There were several moving speeches and moments in last night’s Tony ceremony, but I was especially moved to see Mart Crowley accept the award for best revival of a play. The original production of Boys in the Band opened in 1968, a year before Stonewall, and I can’t help but think it contributed to the energy of that time and place which boiled over into the rebellion.

The recognition must be a sweet triumph for Crowley, whose play very quickly became an object of scorn by the gay community. When I was coming of queer political age in the late 70s/early 80s, I learned that Boys in the Band was the thing to hate long before I ever read it, or saw the film adaptation. Described as self-loathing, reactionary, a minstrel show of stereotypes — all reductive, unfair criticism — it’s sort of the Uncle Tom’s Cabin of the gay rights movement, another work that’s mischaracterized and reviled mostly, I suspect, by people who’ve never read it. Or seen it.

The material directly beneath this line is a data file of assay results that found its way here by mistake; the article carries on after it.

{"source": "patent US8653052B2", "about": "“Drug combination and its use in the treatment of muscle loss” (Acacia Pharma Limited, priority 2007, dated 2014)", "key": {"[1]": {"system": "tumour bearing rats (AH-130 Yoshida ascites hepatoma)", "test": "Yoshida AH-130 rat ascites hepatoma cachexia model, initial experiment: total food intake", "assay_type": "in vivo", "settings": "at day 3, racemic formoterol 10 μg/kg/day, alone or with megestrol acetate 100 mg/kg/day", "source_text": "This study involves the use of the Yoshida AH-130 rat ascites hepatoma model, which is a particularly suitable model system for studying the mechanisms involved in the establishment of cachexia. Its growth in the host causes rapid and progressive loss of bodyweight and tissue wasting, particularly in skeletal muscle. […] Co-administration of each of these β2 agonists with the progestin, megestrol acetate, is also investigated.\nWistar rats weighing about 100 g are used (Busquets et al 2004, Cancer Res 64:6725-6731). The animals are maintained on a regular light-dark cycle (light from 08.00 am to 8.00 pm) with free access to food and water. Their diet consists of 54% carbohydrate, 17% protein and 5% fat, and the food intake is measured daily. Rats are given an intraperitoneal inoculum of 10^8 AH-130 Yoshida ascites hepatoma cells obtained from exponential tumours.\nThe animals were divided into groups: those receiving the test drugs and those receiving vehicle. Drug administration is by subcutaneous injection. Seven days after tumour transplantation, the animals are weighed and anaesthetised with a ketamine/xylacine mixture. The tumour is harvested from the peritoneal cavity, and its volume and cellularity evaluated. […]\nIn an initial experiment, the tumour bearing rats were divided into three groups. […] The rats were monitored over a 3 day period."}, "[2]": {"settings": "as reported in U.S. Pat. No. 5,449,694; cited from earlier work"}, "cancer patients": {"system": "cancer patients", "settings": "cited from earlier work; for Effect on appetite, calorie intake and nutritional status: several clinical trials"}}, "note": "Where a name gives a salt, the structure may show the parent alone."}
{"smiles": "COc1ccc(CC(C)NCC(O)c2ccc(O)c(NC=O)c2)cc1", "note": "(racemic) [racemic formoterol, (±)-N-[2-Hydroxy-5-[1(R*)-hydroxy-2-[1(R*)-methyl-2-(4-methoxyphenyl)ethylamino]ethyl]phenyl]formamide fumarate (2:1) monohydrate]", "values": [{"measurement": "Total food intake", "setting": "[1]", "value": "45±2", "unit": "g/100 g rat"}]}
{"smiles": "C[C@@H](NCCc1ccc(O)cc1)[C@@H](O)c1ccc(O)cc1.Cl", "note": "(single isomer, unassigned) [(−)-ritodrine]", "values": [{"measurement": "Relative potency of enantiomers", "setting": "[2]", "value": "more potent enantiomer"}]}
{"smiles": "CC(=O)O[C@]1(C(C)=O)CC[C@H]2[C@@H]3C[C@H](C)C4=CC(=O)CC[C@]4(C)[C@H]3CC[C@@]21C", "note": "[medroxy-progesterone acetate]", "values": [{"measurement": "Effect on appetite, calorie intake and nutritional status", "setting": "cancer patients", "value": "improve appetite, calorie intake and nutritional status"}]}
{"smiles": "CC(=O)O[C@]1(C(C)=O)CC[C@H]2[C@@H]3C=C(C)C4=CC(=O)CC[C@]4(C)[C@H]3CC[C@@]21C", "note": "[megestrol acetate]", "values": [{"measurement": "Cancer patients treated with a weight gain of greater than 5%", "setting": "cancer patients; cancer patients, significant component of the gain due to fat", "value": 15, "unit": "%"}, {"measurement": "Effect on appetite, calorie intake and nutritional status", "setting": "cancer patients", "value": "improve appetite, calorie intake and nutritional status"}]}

Boys in the Band is a play about shame, and it’s painful for us to admit that as queer people our identities are inextricably bound up with shame. But why? Our obsession with pride is an explicit reaction to shame. The fact that we can’t as a community acknowledge the importance of shame makes it nearly impossible to reckon with. What gives the movie its punch, even still, and what makes this new production so moving, is that those guys from 1968 are still us. We still grapple with all the same crap. We still live in a society that to a large extent hates us, wishes we were more like them, or would just go away. We still struggle mightily to love ourselves as we are.

That’s what I think, anyway.

This beautiful new production of Boys in the Band, its recognition as an important play, historically and still, and Matt Crowley on that stage with a Tony in his hands thanking the original cast members (many of whom did not survive the plague) made me very proud last night.